five grand. “Travel Trailer Homesteading Under $5,000” by Brian Kelling. The author gives great advice on a homemade septic system, the ins and outs of solar panels, installing a wood stove, rescuing an old “non-working” propane refrigerator, etc. If you plan on cheaply living off the grid this is the best ten dollars you could spend. My only problem with the advice was that the needed vehicle was not factored into the price. It should have read $7-$9K Trailer Living. To me this seems too high. Number one, it is hard to do with cash. Payments most likely would be needed on the land and the motor vehicle. Don’t get me wrong, this is a wonderful concept. Anyone can buy land for under two grand, the same on a trailer and a thousand for solar panels, wood stove, etc. And then use a vehicle to get to work, haul water, do laundry in town, etc. It maintains mostly a Drop-Out-Of-The-Rat-Race plan. It is not a security from calamity plan. Your planning must include some features of self sufficiency, at least as far as I’m concerned ( of course, I am paranoid ). Having lived in many small places, I would love to have as a minimum a mobile home. But they are not nearly as available as travel trailers. A thirty five footer, if you have the financial means to purchase, is by no means a mobile home but it puts other travel trailers to shame. At a minimum I wouldn’t purchase under a twenty five foot trailer, especially if there are two of you living in it. Of course, in cold climates a smaller trailer doesn’t take as much to warm. In hot climates you will need to construct some shade as there is no such thing as air conditioning off the grid. But just beware buyers size perception. When you go to buy a trailer it looks roomy enough. But as soon as you start filling it with all your junk it shrinks to half the size. If you are not comfortable in small places beware buying a small trailer. And they are measured from bumper to hitch. An eighteen foot is only about sixteen feet interior length. You can of course forego land altogether, staying in a trailer park to be close to a job ( and then be able to forego a car ). This cuts your costs down to half of what apartment living would be. Not ideal from a self sufficiency standpoint, but not bad if it keeps you out of debt and allows you to save the cash with which to buy the land later. Of course, you could always make payments on the land rather than to the trailer park. But there is something to be said for staying out of debt regardless. If you do decide to stay in a park, beware. As of late more and more places seem to be rather picky about who they allow to stay with them. They only want newer trailers. The “senior affluent” parks request a trailer no older than early nineties. Some allow mid to late eighties. But almost no one with trailer age restrictions allows anything in the seventies or earlier. It pays to research this ahead of time, before you buy the trailer. This has bitten me on the butt a time or two. I call it poor discrimination, they call it keeping out the drug users ( I assume, anyway ). This makes finding a cheap trailer to park on your land easier, on the other hand. Just get something over twenty five years old.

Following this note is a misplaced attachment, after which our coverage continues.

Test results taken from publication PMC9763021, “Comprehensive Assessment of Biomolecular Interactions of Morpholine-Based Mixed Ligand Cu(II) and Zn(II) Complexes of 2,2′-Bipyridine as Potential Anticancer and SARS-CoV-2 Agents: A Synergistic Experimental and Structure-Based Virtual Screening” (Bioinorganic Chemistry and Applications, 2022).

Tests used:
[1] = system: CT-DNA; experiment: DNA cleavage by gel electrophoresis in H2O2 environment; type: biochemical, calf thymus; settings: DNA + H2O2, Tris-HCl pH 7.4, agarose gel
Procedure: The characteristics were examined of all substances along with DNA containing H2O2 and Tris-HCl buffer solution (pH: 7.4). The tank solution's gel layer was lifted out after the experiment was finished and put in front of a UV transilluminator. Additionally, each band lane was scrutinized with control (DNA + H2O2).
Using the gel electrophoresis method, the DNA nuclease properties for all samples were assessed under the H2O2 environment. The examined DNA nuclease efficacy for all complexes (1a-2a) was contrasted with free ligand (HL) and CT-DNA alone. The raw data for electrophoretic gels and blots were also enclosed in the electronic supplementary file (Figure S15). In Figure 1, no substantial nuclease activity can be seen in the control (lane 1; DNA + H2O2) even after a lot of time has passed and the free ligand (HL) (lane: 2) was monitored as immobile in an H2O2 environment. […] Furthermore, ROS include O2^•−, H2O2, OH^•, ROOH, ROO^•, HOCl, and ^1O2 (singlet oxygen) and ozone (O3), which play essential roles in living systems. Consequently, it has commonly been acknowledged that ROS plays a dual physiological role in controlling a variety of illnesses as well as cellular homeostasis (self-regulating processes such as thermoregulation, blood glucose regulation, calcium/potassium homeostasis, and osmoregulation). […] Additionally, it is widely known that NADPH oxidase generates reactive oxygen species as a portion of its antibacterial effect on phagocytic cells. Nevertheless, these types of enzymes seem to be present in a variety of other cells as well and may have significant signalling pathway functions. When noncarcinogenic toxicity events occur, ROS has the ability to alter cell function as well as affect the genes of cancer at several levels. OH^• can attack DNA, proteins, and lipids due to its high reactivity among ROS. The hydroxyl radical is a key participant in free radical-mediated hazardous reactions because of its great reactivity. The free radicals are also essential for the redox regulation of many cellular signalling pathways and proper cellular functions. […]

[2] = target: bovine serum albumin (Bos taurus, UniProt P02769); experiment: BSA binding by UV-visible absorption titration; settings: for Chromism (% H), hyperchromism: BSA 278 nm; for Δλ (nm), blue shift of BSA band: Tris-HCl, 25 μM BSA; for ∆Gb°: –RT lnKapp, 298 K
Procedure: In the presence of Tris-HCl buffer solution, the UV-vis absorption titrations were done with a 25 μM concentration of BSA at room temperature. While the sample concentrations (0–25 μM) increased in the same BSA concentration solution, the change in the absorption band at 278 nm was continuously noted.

MOBILE HOME ON LAND Sometimes this is the lowest you are allowed to “sink to” in accordance to the spouses